What was so absolutely wonderful was that the fellow in the article showing that attitude — Alan Aldrich — was in the room as I spoke these words. I knew he was there in advance ; he was speaking to the group earlier in the day. I presumed that he was of a transformational mindset as a leader, and I was delighted to discover his quote during my preparation of my talk.
3. Transformation leaders refocus their team on the opportunities of the future by crystallizing innovation
Consider the next comment by Aldrich in the article: “In other words, I believe we would be very much driven to find alternative ways to meet the same primary goals of the Space Station Freedom.” NASA imagines life without space station, Houston Chronicle, 28 April 1993
What do transformational leaders do? They set a tone at the top — we’ve got to challenge ourselves to accept our new realities, focus on the opportunities of the future rather than clinging to the glories of our past, and work hard to think and act differently as to achieve our goals.
Did my talk work? Mostly: I had some extremely positive feedback, with 79% of the group ranking my presentation as “above expectations” or “greatly above expectations.”
- “Good eye opener brief and well timed at the end. I liked his fast paced style. I did question his 3 global problems for the world – energy, environment, health care. Globally, food and water are the leading problems on the horizon”
- “Good info presented at a good time in the session”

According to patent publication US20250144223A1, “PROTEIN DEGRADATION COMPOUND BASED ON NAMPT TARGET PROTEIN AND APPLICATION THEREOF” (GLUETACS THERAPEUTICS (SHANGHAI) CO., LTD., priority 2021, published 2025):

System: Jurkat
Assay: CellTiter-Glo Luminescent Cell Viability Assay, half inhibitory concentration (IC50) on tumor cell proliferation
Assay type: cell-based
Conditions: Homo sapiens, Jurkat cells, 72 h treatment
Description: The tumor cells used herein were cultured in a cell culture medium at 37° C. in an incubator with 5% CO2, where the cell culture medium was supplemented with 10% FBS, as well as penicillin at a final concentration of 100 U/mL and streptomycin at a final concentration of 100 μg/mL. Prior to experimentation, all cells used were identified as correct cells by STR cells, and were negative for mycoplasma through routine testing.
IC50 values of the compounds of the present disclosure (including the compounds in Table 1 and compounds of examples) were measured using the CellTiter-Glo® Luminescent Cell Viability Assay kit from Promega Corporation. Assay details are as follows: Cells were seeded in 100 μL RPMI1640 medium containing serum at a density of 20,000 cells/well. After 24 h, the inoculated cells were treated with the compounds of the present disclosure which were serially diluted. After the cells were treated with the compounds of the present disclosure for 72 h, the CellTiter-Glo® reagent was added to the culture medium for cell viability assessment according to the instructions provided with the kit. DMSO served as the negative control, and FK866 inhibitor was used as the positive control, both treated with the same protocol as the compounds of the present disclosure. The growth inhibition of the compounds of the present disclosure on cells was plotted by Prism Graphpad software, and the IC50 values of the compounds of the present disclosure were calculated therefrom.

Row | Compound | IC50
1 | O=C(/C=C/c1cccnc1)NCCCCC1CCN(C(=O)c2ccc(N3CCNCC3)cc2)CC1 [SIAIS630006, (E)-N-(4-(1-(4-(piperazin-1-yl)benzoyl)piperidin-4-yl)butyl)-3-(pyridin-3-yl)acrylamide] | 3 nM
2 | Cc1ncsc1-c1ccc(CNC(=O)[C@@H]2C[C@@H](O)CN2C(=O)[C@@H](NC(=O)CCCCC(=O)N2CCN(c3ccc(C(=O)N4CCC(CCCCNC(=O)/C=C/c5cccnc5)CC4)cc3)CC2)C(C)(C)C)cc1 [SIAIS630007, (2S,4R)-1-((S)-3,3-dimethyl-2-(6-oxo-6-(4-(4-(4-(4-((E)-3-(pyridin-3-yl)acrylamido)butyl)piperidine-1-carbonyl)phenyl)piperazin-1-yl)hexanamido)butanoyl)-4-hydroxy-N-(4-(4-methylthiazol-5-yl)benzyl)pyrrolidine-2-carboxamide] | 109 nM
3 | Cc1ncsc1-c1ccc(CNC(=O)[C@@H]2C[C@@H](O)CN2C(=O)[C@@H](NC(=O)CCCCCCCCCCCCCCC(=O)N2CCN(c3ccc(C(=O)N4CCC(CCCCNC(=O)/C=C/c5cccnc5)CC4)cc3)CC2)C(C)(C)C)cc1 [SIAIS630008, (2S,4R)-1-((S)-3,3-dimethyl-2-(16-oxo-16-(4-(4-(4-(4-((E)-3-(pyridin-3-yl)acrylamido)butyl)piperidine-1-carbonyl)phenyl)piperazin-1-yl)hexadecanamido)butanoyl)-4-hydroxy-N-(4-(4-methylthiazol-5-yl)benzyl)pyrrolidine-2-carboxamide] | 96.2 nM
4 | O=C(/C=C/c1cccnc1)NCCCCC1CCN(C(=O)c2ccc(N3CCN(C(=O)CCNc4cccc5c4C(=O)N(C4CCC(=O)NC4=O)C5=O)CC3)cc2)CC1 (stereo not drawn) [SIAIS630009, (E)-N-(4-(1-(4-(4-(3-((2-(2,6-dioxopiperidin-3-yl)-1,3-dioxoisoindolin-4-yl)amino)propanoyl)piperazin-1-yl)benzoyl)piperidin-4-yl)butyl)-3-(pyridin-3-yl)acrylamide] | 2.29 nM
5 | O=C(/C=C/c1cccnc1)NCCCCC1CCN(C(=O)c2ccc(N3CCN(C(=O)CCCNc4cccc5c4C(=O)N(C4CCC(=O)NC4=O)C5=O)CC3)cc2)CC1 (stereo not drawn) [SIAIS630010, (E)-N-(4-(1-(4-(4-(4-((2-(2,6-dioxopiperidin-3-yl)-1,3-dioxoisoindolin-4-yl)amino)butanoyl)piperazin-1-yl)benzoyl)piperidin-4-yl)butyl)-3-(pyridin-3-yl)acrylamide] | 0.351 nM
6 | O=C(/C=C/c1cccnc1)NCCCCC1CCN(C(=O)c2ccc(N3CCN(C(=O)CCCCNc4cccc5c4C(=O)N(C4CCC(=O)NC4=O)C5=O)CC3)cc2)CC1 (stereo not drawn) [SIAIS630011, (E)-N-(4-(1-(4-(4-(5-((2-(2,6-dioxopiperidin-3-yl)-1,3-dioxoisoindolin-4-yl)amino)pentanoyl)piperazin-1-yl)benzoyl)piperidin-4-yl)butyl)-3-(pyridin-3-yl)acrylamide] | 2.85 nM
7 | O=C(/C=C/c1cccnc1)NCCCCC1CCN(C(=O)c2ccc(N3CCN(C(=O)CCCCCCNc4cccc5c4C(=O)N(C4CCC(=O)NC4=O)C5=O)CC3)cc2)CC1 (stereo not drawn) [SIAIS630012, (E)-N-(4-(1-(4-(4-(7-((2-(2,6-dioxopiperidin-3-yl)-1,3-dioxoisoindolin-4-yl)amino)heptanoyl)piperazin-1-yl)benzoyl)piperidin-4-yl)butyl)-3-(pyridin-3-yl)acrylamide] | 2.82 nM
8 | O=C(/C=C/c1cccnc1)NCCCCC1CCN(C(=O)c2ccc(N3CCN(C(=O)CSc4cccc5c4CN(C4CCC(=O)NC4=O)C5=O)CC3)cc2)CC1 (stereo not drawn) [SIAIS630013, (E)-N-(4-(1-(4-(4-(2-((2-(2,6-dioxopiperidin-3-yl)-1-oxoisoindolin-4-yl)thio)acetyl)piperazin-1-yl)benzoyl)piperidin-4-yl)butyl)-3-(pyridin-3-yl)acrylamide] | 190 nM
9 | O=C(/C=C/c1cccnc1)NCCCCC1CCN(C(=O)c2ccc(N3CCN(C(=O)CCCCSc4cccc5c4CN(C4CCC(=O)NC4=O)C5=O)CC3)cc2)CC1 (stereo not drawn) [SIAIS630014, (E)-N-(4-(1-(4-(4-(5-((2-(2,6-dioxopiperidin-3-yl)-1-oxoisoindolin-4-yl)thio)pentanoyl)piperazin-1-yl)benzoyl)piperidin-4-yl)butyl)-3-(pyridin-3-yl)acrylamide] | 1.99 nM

- “Great presentation, great perspective, EXCELLENT on all accounts.”
- “Not big on motivational speakers, but thought Jim did a good job of drawing relevant parallels between NASA’s situation and other big companies. Appreciated his perspective on the importance of transitional leadership. Appreciate the fact he didn’t make judgment about what the “right” or “wrong” side of the argument was, but rather how to be effective IN the environment”
- “Outstanding. Very thought provoking which I believe was the intent”
- “Thought provoking”
- “I resonated with this speaker; it’s very hard, NASA needs more of this kind of attitude to more readily accept changes to explore/exploit opportunities”
I will admit it was not all a bed of roses; some of the folks in the room did not like my focus. 4% rated my presentation as below expectations.
One participant commented: “It was an interesting presentation, but I wasn’t impressed with the content. I recognize the importance of being positive and optimistic and he captured that thought well. I just couldn’t relate to the entire conversation.”
I will admit that the unique job I have — challenging people to think about the future — can often be a difficult one. Particularly when people are in the midst of a very difficult transition. Going into the NASA gig, I knew I would be facing a tough audience. It’s a tough situation.
I’m kind of thrilled that I was able to make such a positive contribution — and to me, that’s what transformational leadership is all about. I knew I couldn’t get my message to everyone in the room – but it seems like it worked for the majority of them!